Chance The Rapper attends The 59th Grammy Awards at Staples Center on Feb. 12, 2017 in Los Angeles.

Chance The Rapper attends The 59th Grammy Awards at Staples Center on Feb. 12, 2017 in Los Angeles. 

Lester Cohen/WireImage

On Friday afternoon (March 17), Chance the Rapper went on Twitter to clarify his relationship with Apple Music and his status as an independent artist, after questions surfaced regarding his acclaimed 2016 project Coloring Book

"I never felt the need to correct folks on my relationship with @apple but now that more people have tried to discredit my independence, I wanna clear things up," he began in a series of tweets.

"@apple gave me half a mil and a commercial to post Coloring Book exclusively on applemusic for 2 weeks. That was the extent of my deal, after 2 weeks it was on SoundCloud for free. I needed the money and they're all good people over there. I feel like if I didn't clear it up people would keep trying to discredit all the work we did to make Coloring Book what it became. I think artist can gain a lot from the streaming wars as long as they remain in control of their own product."

Later, the Chicago MC continued to advocate the power of being independent while also encouraging upcoming artists to fully take advantage of the opportunities being presented to them. "I just wanna remain transparent. Folks out there without a deal need to know they're doing everything right just keep at it. If you come across opportunities to work with good people, pick up cash and keep your integrity I say Do It."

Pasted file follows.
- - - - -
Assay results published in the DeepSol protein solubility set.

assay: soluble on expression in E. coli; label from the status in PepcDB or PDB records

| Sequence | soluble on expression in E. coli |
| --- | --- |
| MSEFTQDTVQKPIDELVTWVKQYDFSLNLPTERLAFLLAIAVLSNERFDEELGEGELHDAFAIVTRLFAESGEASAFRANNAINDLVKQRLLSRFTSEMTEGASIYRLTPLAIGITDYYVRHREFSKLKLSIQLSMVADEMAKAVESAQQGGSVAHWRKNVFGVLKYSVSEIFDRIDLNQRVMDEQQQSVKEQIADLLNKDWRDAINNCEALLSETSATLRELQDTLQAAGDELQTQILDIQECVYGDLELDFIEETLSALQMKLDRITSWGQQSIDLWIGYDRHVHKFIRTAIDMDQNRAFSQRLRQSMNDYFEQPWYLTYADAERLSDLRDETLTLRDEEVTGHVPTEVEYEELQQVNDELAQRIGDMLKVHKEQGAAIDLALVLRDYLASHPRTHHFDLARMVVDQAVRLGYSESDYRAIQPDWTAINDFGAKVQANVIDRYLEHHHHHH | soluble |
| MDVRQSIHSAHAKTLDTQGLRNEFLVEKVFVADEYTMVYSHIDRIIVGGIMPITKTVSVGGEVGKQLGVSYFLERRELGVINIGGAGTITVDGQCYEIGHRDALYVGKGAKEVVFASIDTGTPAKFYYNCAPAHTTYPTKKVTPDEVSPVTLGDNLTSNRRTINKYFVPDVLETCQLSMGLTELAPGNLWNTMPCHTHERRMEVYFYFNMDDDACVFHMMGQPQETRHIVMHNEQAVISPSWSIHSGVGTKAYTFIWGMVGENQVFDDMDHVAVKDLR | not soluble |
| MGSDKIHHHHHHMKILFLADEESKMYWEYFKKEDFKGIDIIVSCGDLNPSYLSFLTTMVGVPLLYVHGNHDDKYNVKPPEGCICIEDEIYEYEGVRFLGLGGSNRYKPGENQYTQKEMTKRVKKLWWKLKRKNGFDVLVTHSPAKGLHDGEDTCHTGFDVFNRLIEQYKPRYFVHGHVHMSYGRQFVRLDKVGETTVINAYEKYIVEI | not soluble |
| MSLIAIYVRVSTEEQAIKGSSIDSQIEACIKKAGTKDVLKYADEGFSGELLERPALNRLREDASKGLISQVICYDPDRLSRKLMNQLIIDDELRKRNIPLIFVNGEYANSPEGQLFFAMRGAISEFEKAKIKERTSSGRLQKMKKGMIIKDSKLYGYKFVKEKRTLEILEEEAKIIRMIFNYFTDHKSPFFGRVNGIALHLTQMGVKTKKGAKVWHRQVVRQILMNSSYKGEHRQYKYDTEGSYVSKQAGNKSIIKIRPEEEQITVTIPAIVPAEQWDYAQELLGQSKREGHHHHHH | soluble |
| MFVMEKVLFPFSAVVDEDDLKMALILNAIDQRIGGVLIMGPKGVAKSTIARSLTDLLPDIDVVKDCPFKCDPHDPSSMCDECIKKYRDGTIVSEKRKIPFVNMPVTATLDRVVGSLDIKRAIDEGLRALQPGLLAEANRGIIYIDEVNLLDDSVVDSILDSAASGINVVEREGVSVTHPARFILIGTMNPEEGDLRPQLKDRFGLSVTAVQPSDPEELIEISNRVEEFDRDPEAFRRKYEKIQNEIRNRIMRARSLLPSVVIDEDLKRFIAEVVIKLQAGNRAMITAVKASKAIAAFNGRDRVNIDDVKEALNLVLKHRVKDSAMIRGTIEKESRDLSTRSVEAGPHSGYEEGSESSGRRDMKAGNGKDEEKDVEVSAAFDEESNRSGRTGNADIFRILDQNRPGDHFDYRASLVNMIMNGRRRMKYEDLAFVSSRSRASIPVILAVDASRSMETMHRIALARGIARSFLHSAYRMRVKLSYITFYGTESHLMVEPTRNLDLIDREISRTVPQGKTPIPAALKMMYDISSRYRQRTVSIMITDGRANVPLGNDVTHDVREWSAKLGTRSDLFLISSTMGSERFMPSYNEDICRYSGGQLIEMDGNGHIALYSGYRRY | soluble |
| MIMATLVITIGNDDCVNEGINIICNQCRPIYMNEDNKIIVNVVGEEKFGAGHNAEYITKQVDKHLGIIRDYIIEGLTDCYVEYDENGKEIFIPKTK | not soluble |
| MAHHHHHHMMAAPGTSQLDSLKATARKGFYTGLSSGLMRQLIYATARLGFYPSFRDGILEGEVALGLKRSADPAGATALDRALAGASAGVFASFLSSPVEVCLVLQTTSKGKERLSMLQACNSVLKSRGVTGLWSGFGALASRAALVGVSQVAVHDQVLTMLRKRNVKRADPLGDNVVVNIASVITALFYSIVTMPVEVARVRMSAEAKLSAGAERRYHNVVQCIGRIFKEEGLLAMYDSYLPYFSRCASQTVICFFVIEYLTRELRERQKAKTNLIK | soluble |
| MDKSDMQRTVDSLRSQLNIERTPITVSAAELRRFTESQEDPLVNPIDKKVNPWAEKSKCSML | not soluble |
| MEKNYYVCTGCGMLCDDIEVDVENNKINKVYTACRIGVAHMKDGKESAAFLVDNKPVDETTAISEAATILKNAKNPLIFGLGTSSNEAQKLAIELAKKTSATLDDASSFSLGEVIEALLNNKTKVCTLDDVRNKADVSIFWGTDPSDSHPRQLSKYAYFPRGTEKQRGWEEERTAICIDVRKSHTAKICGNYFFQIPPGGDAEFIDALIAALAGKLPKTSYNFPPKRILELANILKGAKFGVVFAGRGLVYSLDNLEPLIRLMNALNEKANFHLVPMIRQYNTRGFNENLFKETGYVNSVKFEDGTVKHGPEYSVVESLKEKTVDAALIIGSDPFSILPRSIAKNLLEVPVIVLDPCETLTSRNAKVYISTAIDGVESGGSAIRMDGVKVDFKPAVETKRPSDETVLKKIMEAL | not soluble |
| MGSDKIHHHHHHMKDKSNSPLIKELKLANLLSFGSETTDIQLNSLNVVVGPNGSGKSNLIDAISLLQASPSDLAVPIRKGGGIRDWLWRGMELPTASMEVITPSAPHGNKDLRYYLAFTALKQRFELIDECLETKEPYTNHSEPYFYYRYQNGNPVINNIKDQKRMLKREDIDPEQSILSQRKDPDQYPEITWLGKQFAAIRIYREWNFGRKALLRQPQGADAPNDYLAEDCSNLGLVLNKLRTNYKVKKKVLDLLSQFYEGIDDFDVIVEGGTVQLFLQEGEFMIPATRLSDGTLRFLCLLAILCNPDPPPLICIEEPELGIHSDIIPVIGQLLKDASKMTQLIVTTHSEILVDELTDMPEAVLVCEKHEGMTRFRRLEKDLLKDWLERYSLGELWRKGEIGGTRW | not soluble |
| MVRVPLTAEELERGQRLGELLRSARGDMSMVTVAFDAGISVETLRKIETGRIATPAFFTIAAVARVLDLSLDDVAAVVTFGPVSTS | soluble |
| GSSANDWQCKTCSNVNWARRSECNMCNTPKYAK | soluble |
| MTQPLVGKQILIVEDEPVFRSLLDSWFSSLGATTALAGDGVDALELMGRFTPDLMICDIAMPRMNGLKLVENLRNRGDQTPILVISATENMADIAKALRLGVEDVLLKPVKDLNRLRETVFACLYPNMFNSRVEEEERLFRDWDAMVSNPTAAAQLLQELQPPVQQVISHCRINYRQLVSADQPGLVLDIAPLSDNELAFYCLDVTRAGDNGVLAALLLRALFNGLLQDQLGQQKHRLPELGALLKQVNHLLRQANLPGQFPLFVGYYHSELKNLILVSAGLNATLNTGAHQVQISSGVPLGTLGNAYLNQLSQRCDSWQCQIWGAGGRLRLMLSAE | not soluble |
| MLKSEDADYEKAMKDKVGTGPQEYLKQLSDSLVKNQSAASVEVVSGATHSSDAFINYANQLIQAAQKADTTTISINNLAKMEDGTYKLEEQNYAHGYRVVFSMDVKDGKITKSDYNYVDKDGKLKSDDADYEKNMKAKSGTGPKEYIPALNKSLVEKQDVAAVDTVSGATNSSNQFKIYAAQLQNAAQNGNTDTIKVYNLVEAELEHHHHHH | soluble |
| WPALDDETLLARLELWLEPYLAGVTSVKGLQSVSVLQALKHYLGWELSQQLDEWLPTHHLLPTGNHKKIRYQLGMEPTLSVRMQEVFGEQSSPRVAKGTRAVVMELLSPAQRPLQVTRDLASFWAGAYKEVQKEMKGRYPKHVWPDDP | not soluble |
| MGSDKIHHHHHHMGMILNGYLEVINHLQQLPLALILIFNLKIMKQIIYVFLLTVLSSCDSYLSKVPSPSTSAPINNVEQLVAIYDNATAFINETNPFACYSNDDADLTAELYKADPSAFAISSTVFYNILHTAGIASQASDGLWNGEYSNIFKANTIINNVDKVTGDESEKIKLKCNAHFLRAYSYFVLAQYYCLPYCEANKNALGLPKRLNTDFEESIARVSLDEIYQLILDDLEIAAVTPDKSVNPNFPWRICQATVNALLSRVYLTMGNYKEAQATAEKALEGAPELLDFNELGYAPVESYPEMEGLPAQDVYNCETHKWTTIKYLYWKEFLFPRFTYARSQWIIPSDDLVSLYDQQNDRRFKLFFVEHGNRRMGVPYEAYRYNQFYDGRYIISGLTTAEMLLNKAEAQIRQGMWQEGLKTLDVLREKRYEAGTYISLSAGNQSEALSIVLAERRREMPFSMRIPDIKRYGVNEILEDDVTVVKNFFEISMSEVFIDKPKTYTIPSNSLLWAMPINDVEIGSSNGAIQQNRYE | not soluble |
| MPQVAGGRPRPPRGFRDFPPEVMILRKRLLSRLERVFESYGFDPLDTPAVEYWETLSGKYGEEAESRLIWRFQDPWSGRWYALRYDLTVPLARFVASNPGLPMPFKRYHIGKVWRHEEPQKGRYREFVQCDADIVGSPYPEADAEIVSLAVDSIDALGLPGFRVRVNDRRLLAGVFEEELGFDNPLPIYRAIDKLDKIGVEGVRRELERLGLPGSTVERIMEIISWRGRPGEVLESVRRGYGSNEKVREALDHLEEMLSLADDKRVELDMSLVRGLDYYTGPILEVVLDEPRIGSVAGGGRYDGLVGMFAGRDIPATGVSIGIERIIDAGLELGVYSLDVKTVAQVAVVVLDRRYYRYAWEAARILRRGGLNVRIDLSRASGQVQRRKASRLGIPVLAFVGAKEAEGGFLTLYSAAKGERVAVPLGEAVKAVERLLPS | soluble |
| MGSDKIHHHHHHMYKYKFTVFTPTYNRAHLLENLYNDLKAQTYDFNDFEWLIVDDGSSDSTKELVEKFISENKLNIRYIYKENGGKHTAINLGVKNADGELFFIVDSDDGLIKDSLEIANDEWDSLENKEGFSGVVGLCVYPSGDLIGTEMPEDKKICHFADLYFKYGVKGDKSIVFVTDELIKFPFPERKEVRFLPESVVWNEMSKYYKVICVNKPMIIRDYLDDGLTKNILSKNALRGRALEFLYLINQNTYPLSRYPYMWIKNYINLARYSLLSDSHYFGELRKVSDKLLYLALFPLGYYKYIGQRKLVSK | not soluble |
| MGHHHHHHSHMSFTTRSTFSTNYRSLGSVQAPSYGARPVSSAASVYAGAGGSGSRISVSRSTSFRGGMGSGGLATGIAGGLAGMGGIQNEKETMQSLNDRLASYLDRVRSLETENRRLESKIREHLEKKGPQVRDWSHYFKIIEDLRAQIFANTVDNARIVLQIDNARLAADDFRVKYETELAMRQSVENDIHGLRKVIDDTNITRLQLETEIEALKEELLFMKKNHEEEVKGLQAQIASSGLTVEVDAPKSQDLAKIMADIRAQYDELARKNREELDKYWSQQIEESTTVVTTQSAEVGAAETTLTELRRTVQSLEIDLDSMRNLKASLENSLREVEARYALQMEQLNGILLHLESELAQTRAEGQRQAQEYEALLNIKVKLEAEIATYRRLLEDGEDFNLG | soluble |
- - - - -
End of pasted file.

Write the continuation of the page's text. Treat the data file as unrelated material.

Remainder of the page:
Chance broke barriers with Coloring Book. Following the 2016 mixtape's release, the Grammys allowed streaming-only projects and free mixtapes to be considered for possible nominations. Earlier this year, the rapper secured three such awards, including best new artist. 

In a new interview with Complex, Chance acknowledged that he would be open to selling the follow-up to Coloring Book, his proper debut album. “I might actually sell this album,” he said. "That’s, like, a big step in itself. I kind of hate the fact that I can’t chart, really. I can chart, but the way they have the streaming sh-t set up is weak as f--k. It’s unfair. 1,500 streams is the equivalent to one [album sale], and that’s just that’s unfair. Nobody listens to their songs [1,500] times when they buy it—f--k outta here! So, it makes it hard. I can’t really compete with other people. Not that the charts matter at all, but c’mon.”

Billboard has reached out to Apple for comment.